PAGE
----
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A Watergate-era honor system for safeguarding top-secret information in the White House clearly isn’t working.
Revelations that Donald Trump, Joe Biden and now Mike Pence have mishandled classified documents expose the pitfalls of trusting presidents and vice presidents to hand over the nation’s secrets appropriately when they leave office.
They also raise the question of how many more documents will be discovered in the homes of the nation’s top leaders. Trump took boxes with him to his Mar-a-Lago estate in Florida. Smaller sets of material marked classified have been uncovered in Biden’s Wilmington, Delaware, home and at the Penn Biden Center in Washington.
Additional documents might turn up in the coming weeks, experts said, especially considering more records are categorized as classified than ever before.
“If I am a public official who has had access to classified documents in the past, I would be calling my lawyers right now and telling them to start searching all of my stored materials immediately,” said Bradley Moss, a longtime national security expert who is following the Trump and Biden cases.
Outdated laws, the increased use of telework during the coronavirus pandemic and a “tsunami of digitally created” records are straining the Information Security Oversight Office of the National Archives, which urged modernizing the handling of classified information in a July report to the White House.
Senator Marsha Blackburn (R-Tenn.) was critical of Biden in an interview on Bloomberg Radio’s “Sound On,” and said reforms were necessary.
“You’re now looking at President Biden, as not only vice president but as a member of the Senate who ended up with classified documents,” she said. “It’s hard to imagine how someone ends up with these in their home, or not properly caring for these documents.”
“And cleaning up that process, making certain that we tighten those protocols in how the documents are viewed, when and where they’re viewed. How you sign them in, sign them out. That is an appropriate step to take,” she added. Blackburn, a member of the Judiciary Committee, said she “would love” to see the panel take action this year. Read more from Ryan Teague Beckwith.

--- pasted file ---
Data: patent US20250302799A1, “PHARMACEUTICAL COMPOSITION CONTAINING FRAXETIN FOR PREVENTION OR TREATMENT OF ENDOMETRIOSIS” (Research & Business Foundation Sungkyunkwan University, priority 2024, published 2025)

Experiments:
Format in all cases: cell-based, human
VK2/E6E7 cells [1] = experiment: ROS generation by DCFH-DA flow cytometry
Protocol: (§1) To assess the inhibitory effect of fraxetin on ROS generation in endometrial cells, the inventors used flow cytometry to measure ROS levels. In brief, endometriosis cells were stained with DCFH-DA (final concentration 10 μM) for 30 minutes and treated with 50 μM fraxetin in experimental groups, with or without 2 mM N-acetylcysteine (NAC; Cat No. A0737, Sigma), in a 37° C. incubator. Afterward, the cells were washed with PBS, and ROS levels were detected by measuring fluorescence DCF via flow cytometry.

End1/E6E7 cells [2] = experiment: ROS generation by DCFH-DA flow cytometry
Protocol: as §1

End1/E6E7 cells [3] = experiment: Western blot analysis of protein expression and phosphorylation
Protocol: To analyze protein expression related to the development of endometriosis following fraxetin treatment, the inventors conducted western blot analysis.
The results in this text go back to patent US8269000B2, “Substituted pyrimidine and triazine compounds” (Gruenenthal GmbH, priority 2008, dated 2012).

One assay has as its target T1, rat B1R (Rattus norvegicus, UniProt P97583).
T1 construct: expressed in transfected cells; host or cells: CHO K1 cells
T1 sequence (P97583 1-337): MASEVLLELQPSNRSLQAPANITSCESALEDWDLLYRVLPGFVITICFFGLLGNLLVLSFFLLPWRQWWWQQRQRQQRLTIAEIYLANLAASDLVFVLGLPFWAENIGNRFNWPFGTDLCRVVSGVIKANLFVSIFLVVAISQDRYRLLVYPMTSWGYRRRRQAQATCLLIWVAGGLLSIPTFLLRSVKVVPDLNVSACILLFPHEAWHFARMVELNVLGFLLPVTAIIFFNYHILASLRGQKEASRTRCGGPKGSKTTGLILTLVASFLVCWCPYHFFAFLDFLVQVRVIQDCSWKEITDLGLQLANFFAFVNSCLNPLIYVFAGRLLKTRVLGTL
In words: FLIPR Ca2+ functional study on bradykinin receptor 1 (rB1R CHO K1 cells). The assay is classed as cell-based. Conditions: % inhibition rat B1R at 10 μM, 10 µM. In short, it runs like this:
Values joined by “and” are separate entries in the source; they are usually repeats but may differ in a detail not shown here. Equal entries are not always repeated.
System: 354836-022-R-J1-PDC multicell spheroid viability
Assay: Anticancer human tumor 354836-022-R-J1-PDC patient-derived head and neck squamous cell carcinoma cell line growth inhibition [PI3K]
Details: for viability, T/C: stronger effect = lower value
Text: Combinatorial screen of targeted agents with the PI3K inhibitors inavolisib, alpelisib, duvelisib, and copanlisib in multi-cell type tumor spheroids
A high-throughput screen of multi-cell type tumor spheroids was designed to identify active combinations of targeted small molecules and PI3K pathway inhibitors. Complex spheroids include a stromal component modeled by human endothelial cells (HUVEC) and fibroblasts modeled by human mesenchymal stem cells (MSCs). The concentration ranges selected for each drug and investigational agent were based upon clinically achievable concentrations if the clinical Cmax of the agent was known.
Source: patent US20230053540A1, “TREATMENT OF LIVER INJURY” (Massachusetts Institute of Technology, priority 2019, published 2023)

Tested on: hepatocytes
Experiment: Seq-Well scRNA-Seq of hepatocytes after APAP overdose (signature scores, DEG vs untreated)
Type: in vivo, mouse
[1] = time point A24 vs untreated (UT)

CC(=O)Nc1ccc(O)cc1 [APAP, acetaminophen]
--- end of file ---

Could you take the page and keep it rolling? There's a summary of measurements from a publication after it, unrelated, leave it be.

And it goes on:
Happening on the Hill
- The House will convene at 10 a.m. with eight measures up for debate under suspension of the rules.
- The Senate meets at 10 a.m. with no votes yet locked in.
Congressional Democrats pressed Republicans to offer a concrete proposal for raising the nation’s debt ceiling and avoiding a default after a meeting on Tuesday with President Biden.
Sen. Joe Manchin (D-W.Va.) wants to halt new electric-vehicle tax credits that took effect earlier this month until the federal government provides guidance on the incentive.
A hearing to consider Danny Werfel’s nomination for IRS commissioner hasn’t been set, but Senate Finance Committee members already have begun meeting President Joe Biden’s top pick for the agency.
Lawmakers are intensifying their efforts to ban TikTok in the US, saying the social media app threatens national security.
When it comes to last year’s debacle around Taylor Swift concert tickets, senators just can’t shake it off.
House Speaker Kevin McCarthy said he’s blocking California Democrats Adam Schiff and Eric Swalwell from serving on the Intelligence Committee, making good on a long-standing promise and opening a new front in the chamber’s partisan battles.
McCarthy said George Santos, the embattled freshman representative from New York, could be removed from office if the chamber’s Ethics Committee determined that he had broken the law — but not until then.
Around the Administration
- Biden has no public events scheduled.
- At 1:30 p.m., White House Press Secretary Karine Jean-Pierre will give a briefing.
A coalition of 20 mostly Republican-led states sued the Biden administration seeking to block new US plans to grant certain migrants from Cuba, Haiti, Nicaragua and Venezuela temporary residency under a parole program.
Attackers displayed warning signs ahead of the vast majority of recent mass shootings and other violence, federal researchers said in a report aiming to help communities identify threats.
The White House intends to invite Speaker McCarthy to meet with President Biden before the Feb. 7 State of the Union address, Punchbowl reports, without citing where it got the information.
The nursing home industry is asking the Biden administration to rescind a new policy of posting disputed facility inspection results on a public government website before the alleged “deficiencies” have been confirmed.
Medicaid expansion increases access to smoking cessation treatments, according to a report by the American Lung Association released Wednesday.
The US Department of Justice sent a letter to the Surface Transportation Board to reiterate its opposition to Canadian Pacific Railway acquiring Kansas City Southern.
The Justice Department’s lawsuit filed Tuesday against Alphabet’s Google adds more allegations of anticompetitive conduct to the mounting antitrust actions against a technology industry dominated by Google, Amazon, Apple and Meta Platforms.
Democrats and safety organizations want the US Labor Department to go further in its child labor enforcement efforts by revisiting certain limits on the types of jobs minors can work, but the Biden administration says it doesn’t have the rulemaking bandwidth to take on such an update.
The US Labor Department is exploring regulatory action that would boost participation in the kinds of pooled retirement options Congress established in 2019 to encourage more businesses to set up and sponsor workplace 401(k)s.
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